Alain Kornhauser has recently gotten into the self-driving car business himself as the co-founder of Soterea, a company based on Farr View Drive that is developing a system called “Autonobox” that is an automatic, secondary braking system for trucks and heavy vehicles that can be retrofitted onto existing vehicles. (U.S. 1, March 12, 2014.)

Kornhauser has also proposed turning the vacant military base at Fort Monmouth into a center for autonomous vehicle research. “It’s the right place to do this kind of stuff,” he says. “It’s a protected environment. You could do an enormous amount of testing before you leak it onto Route 1. Why should everybody go to Silicon Valley, or Beijing, or Stuttgart, or Detroit? Why not New Jersey?”Another argument: the Garden State has rain and snow, conditions in which a self-driving car would need to be able to operate. Kornhauser has been pitching the idea for two years but has yet to gain legislative support for it.

It wouldn’t be the first time Korn­hauser was ahead of his time. “I’ve been in automated vehicles for cities since 1971,” Kornhauser says. “It’s been a long road for me. The interesting piece is that in the past, we thought we needed to have a separate highway for these things. The idea of having these operating in a mixed environment with humans was at first thought to be totally crazy, but in the last 10 years, since Google has jumped on board, everybody says this is the way to go.”

There are two major development tracks for self-driving car technology. On one hand, Google is trying to develop an automated car in one fell swoop. Meanwhile, car companies are gradually adding crash avoidance features to their new models. Kornhauser applauds both trends. And as better safety systems become available, the case for putting them into service is becoming stronger. Investigators of the May 12 Amtrak derailment, which killed eight and injured hundreds, say it could have been prevented by a relatively simple automated speed control system.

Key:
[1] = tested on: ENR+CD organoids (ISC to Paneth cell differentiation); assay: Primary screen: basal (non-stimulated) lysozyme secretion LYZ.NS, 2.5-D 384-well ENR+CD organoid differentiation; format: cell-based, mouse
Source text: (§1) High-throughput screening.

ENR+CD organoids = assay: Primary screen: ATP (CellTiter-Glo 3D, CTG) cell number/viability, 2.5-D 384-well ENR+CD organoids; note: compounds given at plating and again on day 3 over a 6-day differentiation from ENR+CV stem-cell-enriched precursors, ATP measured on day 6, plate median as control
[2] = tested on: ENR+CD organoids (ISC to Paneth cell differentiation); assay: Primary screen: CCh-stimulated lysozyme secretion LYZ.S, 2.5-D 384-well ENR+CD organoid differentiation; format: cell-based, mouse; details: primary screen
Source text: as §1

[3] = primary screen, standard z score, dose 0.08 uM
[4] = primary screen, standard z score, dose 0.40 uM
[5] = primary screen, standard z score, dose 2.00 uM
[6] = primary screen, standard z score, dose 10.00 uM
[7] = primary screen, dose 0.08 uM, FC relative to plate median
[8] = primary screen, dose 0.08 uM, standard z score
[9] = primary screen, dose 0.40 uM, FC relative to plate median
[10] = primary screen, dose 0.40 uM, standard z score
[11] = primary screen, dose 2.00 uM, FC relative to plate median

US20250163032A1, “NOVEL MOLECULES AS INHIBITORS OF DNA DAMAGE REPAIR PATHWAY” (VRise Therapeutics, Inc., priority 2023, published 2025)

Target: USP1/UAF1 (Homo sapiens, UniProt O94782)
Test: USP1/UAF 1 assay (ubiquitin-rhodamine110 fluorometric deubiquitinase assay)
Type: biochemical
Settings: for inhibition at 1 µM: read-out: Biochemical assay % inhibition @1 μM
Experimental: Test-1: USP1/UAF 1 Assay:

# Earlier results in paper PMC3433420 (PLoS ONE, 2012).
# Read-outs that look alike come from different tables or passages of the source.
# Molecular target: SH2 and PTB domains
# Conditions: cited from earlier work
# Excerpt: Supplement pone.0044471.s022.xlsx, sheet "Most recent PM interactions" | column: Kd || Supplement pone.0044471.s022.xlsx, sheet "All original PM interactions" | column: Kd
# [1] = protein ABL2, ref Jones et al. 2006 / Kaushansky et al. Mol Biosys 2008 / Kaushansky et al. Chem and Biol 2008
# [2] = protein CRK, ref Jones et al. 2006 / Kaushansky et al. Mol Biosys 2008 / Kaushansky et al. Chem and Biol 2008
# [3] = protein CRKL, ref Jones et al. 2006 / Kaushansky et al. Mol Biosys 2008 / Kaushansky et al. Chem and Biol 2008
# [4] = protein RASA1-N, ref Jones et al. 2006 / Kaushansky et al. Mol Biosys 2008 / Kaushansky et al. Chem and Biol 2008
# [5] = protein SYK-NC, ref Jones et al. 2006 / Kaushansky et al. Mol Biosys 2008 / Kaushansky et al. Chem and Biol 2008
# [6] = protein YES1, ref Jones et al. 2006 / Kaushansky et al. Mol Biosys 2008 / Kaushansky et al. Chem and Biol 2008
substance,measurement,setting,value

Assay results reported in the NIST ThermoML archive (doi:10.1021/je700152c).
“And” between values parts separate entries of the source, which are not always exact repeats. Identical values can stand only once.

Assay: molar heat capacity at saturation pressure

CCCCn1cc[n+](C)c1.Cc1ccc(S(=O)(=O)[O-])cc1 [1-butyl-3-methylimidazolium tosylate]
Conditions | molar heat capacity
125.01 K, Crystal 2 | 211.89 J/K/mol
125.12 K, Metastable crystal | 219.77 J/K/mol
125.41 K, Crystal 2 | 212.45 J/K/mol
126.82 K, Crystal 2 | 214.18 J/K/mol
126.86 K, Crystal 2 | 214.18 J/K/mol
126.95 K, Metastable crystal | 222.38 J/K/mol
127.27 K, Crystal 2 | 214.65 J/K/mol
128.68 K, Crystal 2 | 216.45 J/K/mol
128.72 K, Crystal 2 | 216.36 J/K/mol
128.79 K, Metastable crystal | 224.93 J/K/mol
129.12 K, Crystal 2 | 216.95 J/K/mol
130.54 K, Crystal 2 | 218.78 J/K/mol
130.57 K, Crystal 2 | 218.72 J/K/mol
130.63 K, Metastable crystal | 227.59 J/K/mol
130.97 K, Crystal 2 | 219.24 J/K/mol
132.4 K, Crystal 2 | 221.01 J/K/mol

To Kornhauser, there is no point in blaming human vehicle operators who cause accidents due to lapses in attention. “It’s unfair to ask someone to pay attention all the time,” he says. “That train engineer doesn’t get paid enough to pay attention absolutely every second and never get disoriented. Some of these guys are getting pelted by boulders as they’re coming down the track. Can you imagine? And we’re not going to have systems on board to help them? Whoa.”

Kornhauser is not a fan of warning systems. “I don’t need a backseat driver. If the system feels the vehicle is about to enter a situation that’s dicey, then just keep me out of there. We put stability control on all cars. If you’re taking a turn too fast, they use brakes and torque to redistribute force to keep you from losing your butt end going around a curve. You don’t see a warning to push your left rear brake two ounces and then jig and then jag. No way. Blind spot warning systems are very good, but if there is something there, don’t just warn me. Don’t let me change lanes.”

Kornhauser noted that a study by the National Highway Traffic Safety Administration last year showed motor vehicle crashes cost $871 billion in damage every year, not to mention the 30,000 lives lost. The immediate property damage and medical bills from injuries were only a third of that, with the rest coming from the traumatic aftermath of accidents that can disrupt lives and leave people out of work.

With the rapid development of technology, Kornhauser believes that cars like PAVE’s self-driving prototype will become the rule, rather than the exception. However, he does believe that widespread adoption is years away, although he would be happy to be proven wrong. He has gone on the record doubting Tesla’s planned “autopilot” rollout will actually take place in 2015.

“I have this big plate of crow that I’m ready to eat if they do it,” he says. “That would be neat. It just shows the power of all this.”